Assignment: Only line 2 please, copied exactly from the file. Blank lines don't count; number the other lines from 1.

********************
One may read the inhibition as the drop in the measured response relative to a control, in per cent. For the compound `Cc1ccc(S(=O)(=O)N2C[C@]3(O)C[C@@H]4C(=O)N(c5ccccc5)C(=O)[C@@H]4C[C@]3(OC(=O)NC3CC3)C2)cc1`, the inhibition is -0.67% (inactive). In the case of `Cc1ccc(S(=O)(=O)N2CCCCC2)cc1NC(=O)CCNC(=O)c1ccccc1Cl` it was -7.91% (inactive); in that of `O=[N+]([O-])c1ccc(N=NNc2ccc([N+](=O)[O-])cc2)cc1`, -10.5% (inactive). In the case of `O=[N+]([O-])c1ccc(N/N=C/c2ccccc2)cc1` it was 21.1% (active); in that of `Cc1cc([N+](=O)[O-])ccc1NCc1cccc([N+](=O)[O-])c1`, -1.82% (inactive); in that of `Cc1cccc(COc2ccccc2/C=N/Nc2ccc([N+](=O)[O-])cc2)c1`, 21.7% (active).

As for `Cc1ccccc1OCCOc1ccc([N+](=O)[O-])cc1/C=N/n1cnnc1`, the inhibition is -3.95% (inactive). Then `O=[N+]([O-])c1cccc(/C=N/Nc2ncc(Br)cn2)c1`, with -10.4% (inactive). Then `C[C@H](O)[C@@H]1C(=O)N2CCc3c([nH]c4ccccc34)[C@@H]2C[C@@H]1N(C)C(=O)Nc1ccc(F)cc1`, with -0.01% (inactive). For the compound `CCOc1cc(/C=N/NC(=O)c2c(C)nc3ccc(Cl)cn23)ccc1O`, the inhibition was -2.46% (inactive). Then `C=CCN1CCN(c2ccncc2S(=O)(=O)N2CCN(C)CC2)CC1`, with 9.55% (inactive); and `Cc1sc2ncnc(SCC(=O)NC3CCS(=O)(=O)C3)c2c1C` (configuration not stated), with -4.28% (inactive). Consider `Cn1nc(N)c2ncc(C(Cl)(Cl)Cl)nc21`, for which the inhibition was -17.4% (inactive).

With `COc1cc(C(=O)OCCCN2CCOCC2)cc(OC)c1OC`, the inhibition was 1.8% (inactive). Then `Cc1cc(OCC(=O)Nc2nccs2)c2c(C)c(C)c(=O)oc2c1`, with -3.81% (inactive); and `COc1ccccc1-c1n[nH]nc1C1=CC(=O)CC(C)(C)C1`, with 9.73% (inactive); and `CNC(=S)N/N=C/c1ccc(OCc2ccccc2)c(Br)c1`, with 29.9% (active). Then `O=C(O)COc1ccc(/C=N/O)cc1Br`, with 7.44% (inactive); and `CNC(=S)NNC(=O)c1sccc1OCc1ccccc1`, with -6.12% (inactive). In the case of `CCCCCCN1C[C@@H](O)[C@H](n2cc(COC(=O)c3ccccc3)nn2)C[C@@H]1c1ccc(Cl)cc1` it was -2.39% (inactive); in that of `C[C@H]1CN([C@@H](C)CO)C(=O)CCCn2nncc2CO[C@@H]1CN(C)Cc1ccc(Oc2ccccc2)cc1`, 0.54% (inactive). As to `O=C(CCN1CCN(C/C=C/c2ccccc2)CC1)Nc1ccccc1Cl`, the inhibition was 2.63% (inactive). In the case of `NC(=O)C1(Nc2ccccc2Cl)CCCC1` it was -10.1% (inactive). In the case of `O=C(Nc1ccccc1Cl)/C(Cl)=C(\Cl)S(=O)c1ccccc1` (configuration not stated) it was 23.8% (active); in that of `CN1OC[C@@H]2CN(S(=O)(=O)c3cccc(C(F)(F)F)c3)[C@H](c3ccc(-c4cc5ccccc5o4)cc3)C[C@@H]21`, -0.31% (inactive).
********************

As for `Cc1ccccc1OCCOc1ccc([N+](=O)[O-])cc1/C=N/n1cnnc1`, the inhibition is -3.95% (inactive). Then `O=[N+]([O-])c1cccc(/C=N/Nc2ncc(Br)cn2)c1`, with -10.4% (inactive). Then `C[C@H](O)[C@@H]1C(=O)N2CCc3c([nH]c4ccccc34)[C@@H]2C[C@@H]1N(C)C(=O)Nc1ccc(F)cc1`, with -0.01% (inactive). For the compound `CCOc1cc(/C=N/NC(=O)c2c(C)nc3ccc(Cl)cn23)ccc1O`, the inhibition was -2.46% (inactive). Then `C=CCN1CCN(c2ccncc2S(=O)(=O)N2CCN(C)CC2)CC1`, with 9.55% (inactive); and `Cc1sc2ncnc(SCC(=O)NC3CCS(=O)(=O)C3)c2c1C` (configuration not stated), with -4.28% (inactive). Consider `Cn1nc(N)c2ncc(C(Cl)(Cl)Cl)nc21`, for which the inhibition was -17.4% (inactive).